Looking through the HEIR database, tagger Boarshill commented on this image:
He writes: ‘Huntcliff was a Roman signal station on the Cleveland Way coastal path a mile or two east of Saltburn-by-the-Sea. It was on cliffs (Hunt Cliff) which are eroding into the North Sea. Its brief story seems to be: first identified 1862, excavated 1911-12 by Hornsby and Stanton, almost eroded away by 1953, and definitely gone by 1979. This HEIR photo (lantern slide?) is presumably another very valuable record of an item now lost to us. OS reference NZ 6866 2198.’
This comment is a valuable reminder that redundant teaching slide collections are worth reintroducing back into the modern research record, and why they need to be shared to understand their potential. This lantern slide has been sitting, forgotten, in the Institute of Archaeology, Oxford archives. Look for this image on the internet or in publications and you won’t find it. Thanks to Boarshill and his background research, it has been brought back into use.
An account of the 1911-12 excavations at Huntcliff was printed in The Journal of Roman Studies in 1912. Although the article included photographs, our lantern slide was not one of the published images. So who took this photograph, and how did it come into the archaeology collections at Oxford University?
The answer may lie in a footnote within the paper. The two lead excavators, William Hornsby and Richard Stanton, noted that Professor Haverfield had revised a version of the paper before publication. Haverfield is one of the people who is credited with building the original Ashmolean Museum lantern slide lending library, along with E.T. Leeds, J.L. Myres, D.G. Hogarth and T.E. Peet. Perhaps Hornsby and Stanton took many more photographs of the excavation than could be included in the JRS publication, and gave copies of their photographs to Haverfield to turn into lantern slides?
Beyond the foreground bastion foundations in our photograph, you can see the spoil heap of the excavation piled up in the background. Compare our picture with the published photograph of the same bastion below, which shows the structure from the other side. You can see by the matching fragments of loose stone on the walls that our photograph was taken during the course of the excavations.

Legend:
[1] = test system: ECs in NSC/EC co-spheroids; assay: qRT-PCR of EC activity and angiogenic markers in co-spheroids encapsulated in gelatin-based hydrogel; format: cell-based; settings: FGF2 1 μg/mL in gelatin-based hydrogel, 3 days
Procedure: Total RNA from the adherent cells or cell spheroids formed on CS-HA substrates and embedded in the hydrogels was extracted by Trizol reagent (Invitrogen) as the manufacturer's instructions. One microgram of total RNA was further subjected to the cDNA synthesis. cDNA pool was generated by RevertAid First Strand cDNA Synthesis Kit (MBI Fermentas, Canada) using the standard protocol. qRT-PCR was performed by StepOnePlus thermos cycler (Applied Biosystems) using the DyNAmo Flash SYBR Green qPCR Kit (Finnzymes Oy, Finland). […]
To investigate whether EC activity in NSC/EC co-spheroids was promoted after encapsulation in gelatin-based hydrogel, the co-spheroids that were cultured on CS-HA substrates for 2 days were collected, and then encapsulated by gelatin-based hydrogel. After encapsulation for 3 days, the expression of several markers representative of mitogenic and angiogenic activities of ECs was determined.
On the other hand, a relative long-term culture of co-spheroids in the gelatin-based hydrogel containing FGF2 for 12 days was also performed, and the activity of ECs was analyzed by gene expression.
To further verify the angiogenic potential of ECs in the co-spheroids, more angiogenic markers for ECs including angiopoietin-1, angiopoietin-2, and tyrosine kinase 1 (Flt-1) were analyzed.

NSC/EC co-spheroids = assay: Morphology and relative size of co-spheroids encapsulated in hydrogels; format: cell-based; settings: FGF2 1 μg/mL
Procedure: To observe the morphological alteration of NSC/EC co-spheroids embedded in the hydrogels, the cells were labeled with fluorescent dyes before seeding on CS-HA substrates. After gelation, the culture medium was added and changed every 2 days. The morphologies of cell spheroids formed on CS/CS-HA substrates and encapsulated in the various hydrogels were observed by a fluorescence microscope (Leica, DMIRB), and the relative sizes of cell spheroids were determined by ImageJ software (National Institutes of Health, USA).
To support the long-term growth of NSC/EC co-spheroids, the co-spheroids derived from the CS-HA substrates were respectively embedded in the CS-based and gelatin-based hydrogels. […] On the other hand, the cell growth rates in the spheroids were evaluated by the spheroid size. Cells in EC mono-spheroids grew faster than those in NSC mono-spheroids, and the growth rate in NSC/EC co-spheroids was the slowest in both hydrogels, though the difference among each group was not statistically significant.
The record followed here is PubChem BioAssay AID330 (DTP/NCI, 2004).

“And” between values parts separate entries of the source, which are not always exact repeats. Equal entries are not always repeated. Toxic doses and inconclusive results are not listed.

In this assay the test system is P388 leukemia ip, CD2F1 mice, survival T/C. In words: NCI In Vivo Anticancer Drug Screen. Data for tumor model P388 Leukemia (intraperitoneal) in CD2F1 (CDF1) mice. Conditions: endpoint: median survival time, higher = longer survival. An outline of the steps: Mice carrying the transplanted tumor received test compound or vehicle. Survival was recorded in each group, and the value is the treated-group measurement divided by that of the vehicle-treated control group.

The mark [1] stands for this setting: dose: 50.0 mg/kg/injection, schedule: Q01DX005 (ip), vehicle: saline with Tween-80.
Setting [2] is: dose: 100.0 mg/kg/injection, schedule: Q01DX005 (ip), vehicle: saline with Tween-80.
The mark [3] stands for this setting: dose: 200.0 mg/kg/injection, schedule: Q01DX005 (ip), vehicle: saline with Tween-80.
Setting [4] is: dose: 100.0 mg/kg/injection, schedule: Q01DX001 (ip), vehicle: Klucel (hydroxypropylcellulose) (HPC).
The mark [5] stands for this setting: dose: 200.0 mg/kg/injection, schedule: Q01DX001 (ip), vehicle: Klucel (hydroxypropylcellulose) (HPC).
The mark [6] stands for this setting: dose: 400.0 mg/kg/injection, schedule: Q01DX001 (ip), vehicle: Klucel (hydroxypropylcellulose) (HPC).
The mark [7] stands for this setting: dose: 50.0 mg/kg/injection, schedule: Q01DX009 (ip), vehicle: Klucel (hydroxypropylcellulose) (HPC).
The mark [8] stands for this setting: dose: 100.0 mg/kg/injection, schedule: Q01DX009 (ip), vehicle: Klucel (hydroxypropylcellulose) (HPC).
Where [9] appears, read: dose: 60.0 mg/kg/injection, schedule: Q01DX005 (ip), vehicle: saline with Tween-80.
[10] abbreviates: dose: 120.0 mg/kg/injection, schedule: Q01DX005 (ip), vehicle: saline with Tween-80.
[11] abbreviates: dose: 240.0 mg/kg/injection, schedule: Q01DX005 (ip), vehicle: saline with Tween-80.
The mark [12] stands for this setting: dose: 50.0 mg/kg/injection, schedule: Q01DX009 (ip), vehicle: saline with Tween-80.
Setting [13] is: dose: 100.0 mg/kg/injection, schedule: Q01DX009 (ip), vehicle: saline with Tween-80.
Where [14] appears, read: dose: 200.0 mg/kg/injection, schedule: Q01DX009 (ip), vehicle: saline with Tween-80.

The writing on our lantern slide frame says that the slide was made by Holliday: Oxford. Henry Holliday and his son ran their photographer’s shop on Broad Street, just around the corner from the Ashmolean, until 1913. Haverfield will have given Hornsby and Stanton’s negative to them to be made up into a slide only shortly before Holliday and Son closed.
Also in our lantern slide archive is this view of the excavators lurking behind the Roman masonry they had exposed:
The deep pit in the foreground is a well which contained a number of skeletons. The curving wall in the background is the surviving masonry of the Signal Station’s rampart. The rest of the Roman rampart had already disappeared over the cliff edge. Continuing coastal erosion meant that, by 1979, the remaining archaeology had followed.
Hornsby, W., R. Stanton, H. H. E. Craster, G. F. Hill, P. Newbold, George MacDonald, Arthur Keith, and G. S. Marshall. 1912. “The Roman Fort at Huntcliff, Near Saltburn”. The Journal of Roman Studies 2. Society for the Promotion of Roman Studies: 215–32.